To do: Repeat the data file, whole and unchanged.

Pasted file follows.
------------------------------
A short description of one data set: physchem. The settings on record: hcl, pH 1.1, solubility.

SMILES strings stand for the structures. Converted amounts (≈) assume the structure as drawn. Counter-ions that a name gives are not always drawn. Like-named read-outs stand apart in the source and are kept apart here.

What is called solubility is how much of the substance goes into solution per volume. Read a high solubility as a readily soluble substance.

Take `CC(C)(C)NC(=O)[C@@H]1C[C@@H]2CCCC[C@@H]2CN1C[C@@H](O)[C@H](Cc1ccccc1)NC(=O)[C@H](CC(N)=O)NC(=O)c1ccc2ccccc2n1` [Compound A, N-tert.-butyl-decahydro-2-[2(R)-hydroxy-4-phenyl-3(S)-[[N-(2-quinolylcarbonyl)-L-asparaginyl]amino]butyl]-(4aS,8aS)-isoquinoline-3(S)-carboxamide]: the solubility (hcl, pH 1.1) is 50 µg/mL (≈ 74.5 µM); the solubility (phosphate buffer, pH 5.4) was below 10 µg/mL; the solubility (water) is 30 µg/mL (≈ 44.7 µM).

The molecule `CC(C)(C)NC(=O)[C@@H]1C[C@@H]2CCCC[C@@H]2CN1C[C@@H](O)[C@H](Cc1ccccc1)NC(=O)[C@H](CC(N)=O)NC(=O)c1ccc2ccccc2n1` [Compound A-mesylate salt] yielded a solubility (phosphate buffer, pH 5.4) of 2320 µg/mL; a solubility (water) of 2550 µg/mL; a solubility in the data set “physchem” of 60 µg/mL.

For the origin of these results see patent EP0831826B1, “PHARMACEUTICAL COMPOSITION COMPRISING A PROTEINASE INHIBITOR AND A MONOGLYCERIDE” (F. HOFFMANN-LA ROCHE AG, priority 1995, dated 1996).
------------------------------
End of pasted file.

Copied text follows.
A short description of one data set: physchem. The settings on record: hcl, pH 1.1, solubility.

SMILES strings stand for the structures. Converted amounts (≈) assume the structure as drawn. Counter-ions that a name gives are not always drawn. Like-named read-outs stand apart in the source and are kept apart here.

What is called solubility is how much of the substance goes into solution per volume. Read a high solubility as a readily soluble substance.

Take `CC(C)(C)NC(=O)[C@@H]1C[C@@H]2CCCC[C@@H]2CN1C[C@@H](O)[C@H](Cc1ccccc1)NC(=O)[C@H](CC(N)=O)NC(=O)c1ccc2ccccc2n1` [Compound A, N-tert.-butyl-decahydro-2-[2(R)-hydroxy-4-phenyl-3(S)-[[N-(2-quinolylcarbonyl)-L-asparaginyl]amino]butyl]-(4aS,8aS)-isoquinoline-3(S)-carboxamide]: the solubility (hcl, pH 1.1) is 50 µg/mL (≈ 74.5 µM); the solubility (phosphate buffer, pH 5.4) was below 10 µg/mL; the solubility (water) is 30 µg/mL (≈ 44.7 µM).

The molecule `CC(C)(C)NC(=O)[C@@H]1C[C@@H]2CCCC[C@@H]2CN1C[C@@H](O)[C@H](Cc1ccccc1)NC(=O)[C@H](CC(N)=O)NC(=O)c1ccc2ccccc2n1` [Compound A-mesylate salt] yielded a solubility (phosphate buffer, pH 5.4) of 2320 µg/mL; a solubility (water) of 2550 µg/mL; a solubility in the data set “physchem” of 60 µg/mL.

For the origin of these results see patent EP0831826B1, “PHARMACEUTICAL COMPOSITION COMPRISING A PROTEINASE INHIBITOR AND A MONOGLYCERIDE” (F. HOFFMANN-LA ROCHE AG, priority 1995, dated 1996).